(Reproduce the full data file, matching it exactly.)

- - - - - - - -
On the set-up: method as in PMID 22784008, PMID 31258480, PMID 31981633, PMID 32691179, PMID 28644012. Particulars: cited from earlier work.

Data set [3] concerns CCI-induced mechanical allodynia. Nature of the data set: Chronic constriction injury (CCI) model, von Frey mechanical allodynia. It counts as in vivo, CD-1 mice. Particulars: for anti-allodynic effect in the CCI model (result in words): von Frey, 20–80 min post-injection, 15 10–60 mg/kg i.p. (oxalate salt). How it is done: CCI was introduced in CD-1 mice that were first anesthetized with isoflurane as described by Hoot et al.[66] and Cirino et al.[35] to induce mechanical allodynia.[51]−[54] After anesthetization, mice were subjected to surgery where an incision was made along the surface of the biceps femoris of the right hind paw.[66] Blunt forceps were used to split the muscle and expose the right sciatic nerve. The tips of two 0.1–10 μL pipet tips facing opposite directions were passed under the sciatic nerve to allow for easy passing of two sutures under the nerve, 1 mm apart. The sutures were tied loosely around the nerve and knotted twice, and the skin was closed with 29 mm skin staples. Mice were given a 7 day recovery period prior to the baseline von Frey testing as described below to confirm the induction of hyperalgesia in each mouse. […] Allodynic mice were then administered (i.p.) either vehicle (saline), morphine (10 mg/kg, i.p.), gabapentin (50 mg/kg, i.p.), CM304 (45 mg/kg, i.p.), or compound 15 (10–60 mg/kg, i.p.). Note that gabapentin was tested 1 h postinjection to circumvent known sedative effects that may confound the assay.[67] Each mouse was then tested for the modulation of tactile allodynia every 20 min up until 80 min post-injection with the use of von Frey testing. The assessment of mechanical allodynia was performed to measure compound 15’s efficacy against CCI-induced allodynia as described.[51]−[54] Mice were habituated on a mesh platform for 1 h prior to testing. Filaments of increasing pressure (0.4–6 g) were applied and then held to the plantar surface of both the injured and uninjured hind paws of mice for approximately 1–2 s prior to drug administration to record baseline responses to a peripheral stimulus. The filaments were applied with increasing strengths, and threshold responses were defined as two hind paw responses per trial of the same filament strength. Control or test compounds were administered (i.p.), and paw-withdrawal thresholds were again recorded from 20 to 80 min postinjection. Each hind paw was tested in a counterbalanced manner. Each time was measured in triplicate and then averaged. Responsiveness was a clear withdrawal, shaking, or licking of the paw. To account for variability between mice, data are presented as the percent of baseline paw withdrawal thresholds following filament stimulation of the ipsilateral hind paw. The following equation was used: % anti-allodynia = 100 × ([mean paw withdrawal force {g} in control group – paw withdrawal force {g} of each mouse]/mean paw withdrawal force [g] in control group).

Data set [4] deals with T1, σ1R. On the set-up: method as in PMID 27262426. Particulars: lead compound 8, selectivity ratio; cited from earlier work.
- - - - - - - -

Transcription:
On the set-up: method as in PMID 22784008, PMID 31258480, PMID 31981633, PMID 32691179, PMID 28644012. Particulars: cited from earlier work.

Data set [3] concerns CCI-induced mechanical allodynia. Nature of the data set: Chronic constriction injury (CCI) model, von Frey mechanical allodynia. It counts as in vivo, CD-1 mice. Particulars: for anti-allodynic effect in the CCI model (result in words): von Frey, 20–80 min post-injection, 15 10–60 mg/kg i.p. (oxalate salt). How it is done: CCI was introduced in CD-1 mice that were first anesthetized with isoflurane as described by Hoot et al.[66] and Cirino et al.[35] to induce mechanical allodynia.[51]−[54] After anesthetization, mice were subjected to surgery where an incision was made along the surface of the biceps femoris of the right hind paw.[66] Blunt forceps were used to split the muscle and expose the right sciatic nerve. The tips of two 0.1–10 μL pipet tips facing opposite directions were passed under the sciatic nerve to allow for easy passing of two sutures under the nerve, 1 mm apart. The sutures were tied loosely around the nerve and knotted twice, and the skin was closed with 29 mm skin staples. Mice were given a 7 day recovery period prior to the baseline von Frey testing as described below to confirm the induction of hyperalgesia in each mouse. […] Allodynic mice were then administered (i.p.) either vehicle (saline), morphine (10 mg/kg, i.p.), gabapentin (50 mg/kg, i.p.), CM304 (45 mg/kg, i.p.), or compound 15 (10–60 mg/kg, i.p.). Note that gabapentin was tested 1 h postinjection to circumvent known sedative effects that may confound the assay.[67] Each mouse was then tested for the modulation of tactile allodynia every 20 min up until 80 min post-injection with the use of von Frey testing. The assessment of mechanical allodynia was performed to measure compound 15’s efficacy against CCI-induced allodynia as described.[51]−[54] Mice were habituated on a mesh platform for 1 h prior to testing. Filaments of increasing pressure (0.4–6 g) were applied and then held to the plantar surface of both the injured and uninjured hind paws of mice for approximately 1–2 s prior to drug administration to record baseline responses to a peripheral stimulus. The filaments were applied with increasing strengths, and threshold responses were defined as two hind paw responses per trial of the same filament strength. Control or test compounds were administered (i.p.), and paw-withdrawal thresholds were again recorded from 20 to 80 min postinjection. Each hind paw was tested in a counterbalanced manner. Each time was measured in triplicate and then averaged. Responsiveness was a clear withdrawal, shaking, or licking of the paw. To account for variability between mice, data are presented as the percent of baseline paw withdrawal thresholds following filament stimulation of the ipsilateral hind paw. The following equation was used: % anti-allodynia = 100 × ([mean paw withdrawal force {g} in control group – paw withdrawal force {g} of each mouse]/mean paw withdrawal force [g] in control group).

Data set [4] deals with T1, σ1R. On the set-up: method as in PMID 27262426. Particulars: lead compound 8, selectivity ratio; cited from earlier work.